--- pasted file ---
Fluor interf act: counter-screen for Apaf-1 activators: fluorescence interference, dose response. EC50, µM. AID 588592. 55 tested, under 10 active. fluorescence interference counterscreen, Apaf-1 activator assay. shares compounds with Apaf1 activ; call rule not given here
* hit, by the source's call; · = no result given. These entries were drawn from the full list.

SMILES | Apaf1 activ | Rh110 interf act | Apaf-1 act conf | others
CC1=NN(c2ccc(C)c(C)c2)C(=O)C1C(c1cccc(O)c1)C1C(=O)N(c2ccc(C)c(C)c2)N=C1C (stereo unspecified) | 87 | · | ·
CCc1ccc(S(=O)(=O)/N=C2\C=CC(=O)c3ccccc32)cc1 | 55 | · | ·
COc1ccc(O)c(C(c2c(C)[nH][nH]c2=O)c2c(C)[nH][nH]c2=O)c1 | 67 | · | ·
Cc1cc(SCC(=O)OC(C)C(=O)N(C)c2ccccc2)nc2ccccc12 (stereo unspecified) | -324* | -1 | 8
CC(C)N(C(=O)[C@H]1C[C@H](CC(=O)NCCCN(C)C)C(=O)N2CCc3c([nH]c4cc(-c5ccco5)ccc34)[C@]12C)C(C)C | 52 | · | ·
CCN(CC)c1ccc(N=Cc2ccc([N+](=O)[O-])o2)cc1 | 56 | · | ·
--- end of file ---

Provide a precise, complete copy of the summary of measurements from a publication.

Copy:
Fluor interf act: counter-screen for Apaf-1 activators: fluorescence interference, dose response. EC50, µM. AID 588592. 55 tested, under 10 active. fluorescence interference counterscreen, Apaf-1 activator assay. shares compounds with Apaf1 activ; call rule not given here
* hit, by the source's call; · = no result given. These entries were drawn from the full list.

SMILES | Apaf1 activ | Rh110 interf act | Apaf-1 act conf | others
CC1=NN(c2ccc(C)c(C)c2)C(=O)C1C(c1cccc(O)c1)C1C(=O)N(c2ccc(C)c(C)c2)N=C1C (stereo unspecified) | 87 | · | ·
CCc1ccc(S(=O)(=O)/N=C2\C=CC(=O)c3ccccc32)cc1 | 55 | · | ·
COc1ccc(O)c(C(c2c(C)[nH][nH]c2=O)c2c(C)[nH][nH]c2=O)c1 | 67 | · | ·
Cc1cc(SCC(=O)OC(C)C(=O)N(C)c2ccccc2)nc2ccccc12 (stereo unspecified) | -324* | -1 | 8
CC(C)N(C(=O)[C@H]1C[C@H](CC(=O)NCCCN(C)C)C(=O)N2CCc3c([nH]c4cc(-c5ccco5)ccc34)[C@]12C)C(C)C | 52 | · | ·
CCN(CC)c1ccc(N=Cc2ccc([N+](=O)[O-])o2)cc1 | 56 | · | ·